There’s a lot of articles out there telling you how to be the best person you can be: the most productive, the most creative, the best listener, the smartest self-marketer.
We all want to be the best we can and will do anything to be that 1 or 2% better than the competition.
We read and experiment and try to learn from the past.
There’s so much time spent worrying about those few extra percent that it blinds us from seeing the potential for bigger change.
So here’s a different idea.
Why not instead of trying to push that extra bit we tear it all down and start from scratch?
Why you should lose it all
I’m a firm believer that most of life’s great lessons can be learned from Chuck Palahniuk’s Fight Club:
“It’s only after we’ve lost everything that we’re free to do anything.”
You may feel like you’re pretty free in your current situation but I think it’s fair to say we’re all a little bit trapped. Trapped not only by the financial and social burdens we put on ourselves, but by the mental walls and biases we unconsciously build up.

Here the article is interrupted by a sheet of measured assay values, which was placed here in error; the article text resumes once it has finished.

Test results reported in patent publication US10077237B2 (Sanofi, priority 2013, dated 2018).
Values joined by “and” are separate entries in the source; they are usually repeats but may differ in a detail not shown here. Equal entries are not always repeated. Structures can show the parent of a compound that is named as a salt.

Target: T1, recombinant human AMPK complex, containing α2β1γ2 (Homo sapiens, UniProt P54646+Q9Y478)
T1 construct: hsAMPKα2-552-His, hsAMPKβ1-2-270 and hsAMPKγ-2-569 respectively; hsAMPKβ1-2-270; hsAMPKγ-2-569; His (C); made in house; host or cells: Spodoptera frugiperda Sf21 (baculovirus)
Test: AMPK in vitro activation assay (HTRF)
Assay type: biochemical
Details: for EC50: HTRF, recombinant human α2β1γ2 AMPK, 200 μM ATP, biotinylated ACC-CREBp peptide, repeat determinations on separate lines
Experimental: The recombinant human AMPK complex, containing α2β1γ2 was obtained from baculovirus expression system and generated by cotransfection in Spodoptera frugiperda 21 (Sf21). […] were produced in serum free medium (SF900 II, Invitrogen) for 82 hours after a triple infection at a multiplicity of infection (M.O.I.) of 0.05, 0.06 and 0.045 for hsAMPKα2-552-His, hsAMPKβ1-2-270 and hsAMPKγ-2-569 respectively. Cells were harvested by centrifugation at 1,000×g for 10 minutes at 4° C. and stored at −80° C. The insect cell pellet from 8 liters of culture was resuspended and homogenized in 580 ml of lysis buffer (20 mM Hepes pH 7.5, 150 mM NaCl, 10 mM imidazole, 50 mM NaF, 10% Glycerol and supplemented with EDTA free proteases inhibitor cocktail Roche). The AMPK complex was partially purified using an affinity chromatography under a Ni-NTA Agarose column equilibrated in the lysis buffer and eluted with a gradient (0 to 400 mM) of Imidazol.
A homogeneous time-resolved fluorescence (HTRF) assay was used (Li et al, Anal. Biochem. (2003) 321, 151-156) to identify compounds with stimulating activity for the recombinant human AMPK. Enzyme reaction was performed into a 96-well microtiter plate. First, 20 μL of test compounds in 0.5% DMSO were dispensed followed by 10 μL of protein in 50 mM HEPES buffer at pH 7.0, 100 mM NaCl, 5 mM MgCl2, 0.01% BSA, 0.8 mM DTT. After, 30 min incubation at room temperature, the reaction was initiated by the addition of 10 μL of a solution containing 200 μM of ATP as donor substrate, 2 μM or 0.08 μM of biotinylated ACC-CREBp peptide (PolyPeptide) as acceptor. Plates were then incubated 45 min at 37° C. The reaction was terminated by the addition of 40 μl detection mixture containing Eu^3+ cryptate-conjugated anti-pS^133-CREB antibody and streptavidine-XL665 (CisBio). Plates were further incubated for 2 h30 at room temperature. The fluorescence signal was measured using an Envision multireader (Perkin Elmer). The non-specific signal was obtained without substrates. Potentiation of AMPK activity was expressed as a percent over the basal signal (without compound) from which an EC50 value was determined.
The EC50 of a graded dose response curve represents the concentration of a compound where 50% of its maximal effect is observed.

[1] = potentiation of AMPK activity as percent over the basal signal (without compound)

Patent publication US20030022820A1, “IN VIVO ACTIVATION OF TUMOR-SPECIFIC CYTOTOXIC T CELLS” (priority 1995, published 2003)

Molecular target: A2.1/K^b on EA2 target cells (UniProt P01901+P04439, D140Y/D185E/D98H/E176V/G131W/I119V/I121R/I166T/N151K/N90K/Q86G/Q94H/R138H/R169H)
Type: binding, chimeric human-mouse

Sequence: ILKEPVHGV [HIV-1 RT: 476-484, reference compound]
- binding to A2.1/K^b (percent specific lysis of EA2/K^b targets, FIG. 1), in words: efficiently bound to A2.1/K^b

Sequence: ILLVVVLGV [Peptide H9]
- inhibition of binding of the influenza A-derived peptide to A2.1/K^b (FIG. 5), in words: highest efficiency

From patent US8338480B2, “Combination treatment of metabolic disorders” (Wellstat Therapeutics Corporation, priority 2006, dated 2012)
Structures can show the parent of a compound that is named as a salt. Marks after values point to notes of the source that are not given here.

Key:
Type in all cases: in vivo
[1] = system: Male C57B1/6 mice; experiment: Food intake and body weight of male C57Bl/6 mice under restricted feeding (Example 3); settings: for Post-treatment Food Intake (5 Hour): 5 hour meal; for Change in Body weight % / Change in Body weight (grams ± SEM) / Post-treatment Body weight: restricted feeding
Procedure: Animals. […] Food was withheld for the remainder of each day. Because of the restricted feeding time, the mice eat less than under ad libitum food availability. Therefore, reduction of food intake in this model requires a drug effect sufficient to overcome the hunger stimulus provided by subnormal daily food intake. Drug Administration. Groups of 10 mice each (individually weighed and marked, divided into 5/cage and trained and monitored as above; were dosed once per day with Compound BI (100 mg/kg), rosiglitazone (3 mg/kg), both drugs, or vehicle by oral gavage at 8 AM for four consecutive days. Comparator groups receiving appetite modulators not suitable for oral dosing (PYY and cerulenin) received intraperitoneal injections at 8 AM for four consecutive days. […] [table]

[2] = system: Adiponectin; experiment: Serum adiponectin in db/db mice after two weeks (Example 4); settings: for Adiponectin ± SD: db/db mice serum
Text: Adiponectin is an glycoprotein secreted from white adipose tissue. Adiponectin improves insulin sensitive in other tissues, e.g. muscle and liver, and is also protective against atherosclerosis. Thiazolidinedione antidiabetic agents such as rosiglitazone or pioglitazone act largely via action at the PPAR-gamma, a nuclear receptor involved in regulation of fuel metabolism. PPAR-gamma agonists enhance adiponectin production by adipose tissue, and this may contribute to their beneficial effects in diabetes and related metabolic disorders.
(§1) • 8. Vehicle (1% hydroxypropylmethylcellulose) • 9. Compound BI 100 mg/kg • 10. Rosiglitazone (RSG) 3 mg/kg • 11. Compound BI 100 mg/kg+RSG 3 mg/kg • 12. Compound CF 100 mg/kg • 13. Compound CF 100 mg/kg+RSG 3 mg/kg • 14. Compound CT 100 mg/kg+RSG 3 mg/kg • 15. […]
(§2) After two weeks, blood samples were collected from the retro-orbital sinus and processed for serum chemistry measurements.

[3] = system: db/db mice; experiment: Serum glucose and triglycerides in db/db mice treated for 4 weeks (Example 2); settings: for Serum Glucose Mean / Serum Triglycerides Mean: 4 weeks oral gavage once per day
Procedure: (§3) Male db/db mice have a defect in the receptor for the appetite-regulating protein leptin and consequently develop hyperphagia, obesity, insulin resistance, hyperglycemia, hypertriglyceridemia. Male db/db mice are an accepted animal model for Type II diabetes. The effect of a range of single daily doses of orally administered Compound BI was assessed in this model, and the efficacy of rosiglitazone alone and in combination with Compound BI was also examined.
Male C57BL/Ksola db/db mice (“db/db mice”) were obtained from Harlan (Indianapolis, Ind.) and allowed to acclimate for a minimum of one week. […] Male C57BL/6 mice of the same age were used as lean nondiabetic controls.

In Zen and the Art of Motorcycle Maintenance, Robert Pirsig describes ‘the old South Indian Monkey Trap‘ — a hollowed-out coconut chained to a stake with some rice inside that can only be reached through a very small hole. When the monkey grabs the rice his clenched fist won’t fit back through the hole and he’s trapped — not by anything physical, but because he just won’t let go.
In our lives, we’re all guilty of holding onto the rice — whether it’s ideas, emotions or beliefs — even if we know it won’t benefit us. We feel trapped by our experiences when all we have to do is let go.
A more scientific name for this is the Einstellung effect — the idea that preconceptions and past experiences can blind us, literally, to the point of not being able to see better options.